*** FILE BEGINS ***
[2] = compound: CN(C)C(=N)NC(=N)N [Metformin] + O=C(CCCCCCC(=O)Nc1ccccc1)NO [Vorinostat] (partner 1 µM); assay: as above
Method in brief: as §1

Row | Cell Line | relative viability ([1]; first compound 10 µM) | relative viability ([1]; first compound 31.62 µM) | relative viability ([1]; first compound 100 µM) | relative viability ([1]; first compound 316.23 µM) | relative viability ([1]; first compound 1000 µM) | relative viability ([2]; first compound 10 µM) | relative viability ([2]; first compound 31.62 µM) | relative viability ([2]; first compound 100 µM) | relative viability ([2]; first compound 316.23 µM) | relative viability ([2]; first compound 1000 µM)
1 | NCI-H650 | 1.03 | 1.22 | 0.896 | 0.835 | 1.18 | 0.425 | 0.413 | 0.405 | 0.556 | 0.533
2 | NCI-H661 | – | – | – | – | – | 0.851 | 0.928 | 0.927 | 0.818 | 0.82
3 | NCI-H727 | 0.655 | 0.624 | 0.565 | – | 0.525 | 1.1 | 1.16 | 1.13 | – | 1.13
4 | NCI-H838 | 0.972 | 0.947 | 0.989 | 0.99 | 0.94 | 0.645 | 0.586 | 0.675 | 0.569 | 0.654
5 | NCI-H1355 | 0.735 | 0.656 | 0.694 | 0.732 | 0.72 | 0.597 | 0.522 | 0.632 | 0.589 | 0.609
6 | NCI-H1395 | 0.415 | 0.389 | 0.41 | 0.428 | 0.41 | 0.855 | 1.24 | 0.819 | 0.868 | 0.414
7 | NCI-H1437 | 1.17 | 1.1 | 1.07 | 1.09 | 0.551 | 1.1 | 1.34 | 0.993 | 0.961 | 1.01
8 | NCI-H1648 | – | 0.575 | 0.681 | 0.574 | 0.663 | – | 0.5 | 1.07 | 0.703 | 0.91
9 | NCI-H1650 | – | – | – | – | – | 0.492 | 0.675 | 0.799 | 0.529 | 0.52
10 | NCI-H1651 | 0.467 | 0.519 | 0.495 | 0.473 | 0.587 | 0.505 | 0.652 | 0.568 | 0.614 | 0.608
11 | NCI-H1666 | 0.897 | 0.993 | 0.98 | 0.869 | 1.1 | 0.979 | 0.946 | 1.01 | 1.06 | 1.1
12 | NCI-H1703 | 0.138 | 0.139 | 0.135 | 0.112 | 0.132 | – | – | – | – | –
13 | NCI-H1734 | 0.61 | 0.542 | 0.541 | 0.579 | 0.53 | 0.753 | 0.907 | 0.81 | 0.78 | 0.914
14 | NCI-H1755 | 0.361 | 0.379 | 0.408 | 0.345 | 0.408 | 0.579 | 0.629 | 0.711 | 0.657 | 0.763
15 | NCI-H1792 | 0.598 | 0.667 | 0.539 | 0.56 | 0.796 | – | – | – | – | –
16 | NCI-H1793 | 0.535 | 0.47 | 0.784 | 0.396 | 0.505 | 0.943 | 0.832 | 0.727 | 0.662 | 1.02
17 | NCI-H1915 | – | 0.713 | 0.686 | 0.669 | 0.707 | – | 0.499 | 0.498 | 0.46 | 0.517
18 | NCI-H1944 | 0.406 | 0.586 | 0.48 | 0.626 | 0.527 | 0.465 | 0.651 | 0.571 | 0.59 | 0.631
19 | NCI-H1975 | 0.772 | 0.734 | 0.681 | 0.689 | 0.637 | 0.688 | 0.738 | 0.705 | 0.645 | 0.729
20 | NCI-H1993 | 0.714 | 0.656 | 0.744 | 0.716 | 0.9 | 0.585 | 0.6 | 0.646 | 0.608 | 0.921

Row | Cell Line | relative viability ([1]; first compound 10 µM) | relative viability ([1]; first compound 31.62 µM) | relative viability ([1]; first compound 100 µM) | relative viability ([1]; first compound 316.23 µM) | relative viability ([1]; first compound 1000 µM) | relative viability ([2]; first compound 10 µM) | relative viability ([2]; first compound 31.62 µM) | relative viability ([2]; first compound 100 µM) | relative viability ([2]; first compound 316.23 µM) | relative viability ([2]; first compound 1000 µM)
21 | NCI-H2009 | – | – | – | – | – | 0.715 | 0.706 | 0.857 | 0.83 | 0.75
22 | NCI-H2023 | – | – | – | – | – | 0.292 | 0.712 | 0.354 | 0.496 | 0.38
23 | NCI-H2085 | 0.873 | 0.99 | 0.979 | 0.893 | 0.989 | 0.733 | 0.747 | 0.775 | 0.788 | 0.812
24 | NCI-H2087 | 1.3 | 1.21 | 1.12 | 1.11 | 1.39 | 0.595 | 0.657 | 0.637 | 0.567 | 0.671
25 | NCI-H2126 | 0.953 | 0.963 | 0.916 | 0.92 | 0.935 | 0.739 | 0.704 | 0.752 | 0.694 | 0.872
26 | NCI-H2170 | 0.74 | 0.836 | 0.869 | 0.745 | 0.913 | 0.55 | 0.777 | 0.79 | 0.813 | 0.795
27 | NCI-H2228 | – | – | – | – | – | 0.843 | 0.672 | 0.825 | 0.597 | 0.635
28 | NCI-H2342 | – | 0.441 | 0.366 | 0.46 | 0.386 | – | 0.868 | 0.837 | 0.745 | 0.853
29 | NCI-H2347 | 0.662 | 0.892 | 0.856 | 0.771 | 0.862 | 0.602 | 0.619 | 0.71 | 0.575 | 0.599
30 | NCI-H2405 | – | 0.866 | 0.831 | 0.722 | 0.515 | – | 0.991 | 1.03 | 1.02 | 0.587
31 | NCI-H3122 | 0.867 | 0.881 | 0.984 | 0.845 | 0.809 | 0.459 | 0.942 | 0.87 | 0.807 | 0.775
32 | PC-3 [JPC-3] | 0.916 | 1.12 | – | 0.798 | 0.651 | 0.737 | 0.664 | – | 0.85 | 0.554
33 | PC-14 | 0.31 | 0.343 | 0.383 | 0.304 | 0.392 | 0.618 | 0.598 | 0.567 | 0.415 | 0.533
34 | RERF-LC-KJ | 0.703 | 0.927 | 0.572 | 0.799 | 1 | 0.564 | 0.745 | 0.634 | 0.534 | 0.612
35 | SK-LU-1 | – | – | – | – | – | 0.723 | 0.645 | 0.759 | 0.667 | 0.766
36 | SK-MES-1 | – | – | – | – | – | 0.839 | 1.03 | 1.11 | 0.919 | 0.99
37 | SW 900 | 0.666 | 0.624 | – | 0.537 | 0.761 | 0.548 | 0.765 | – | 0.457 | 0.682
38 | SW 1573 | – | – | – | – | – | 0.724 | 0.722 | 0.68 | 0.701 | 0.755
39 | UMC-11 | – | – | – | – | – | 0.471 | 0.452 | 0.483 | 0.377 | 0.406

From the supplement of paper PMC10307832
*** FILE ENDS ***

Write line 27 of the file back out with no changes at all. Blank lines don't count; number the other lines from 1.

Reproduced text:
23 | NCI-H2085 | 0.873 | 0.99 | 0.979 | 0.893 | 0.989 | 0.733 | 0.747 | 0.775 | 0.788 | 0.812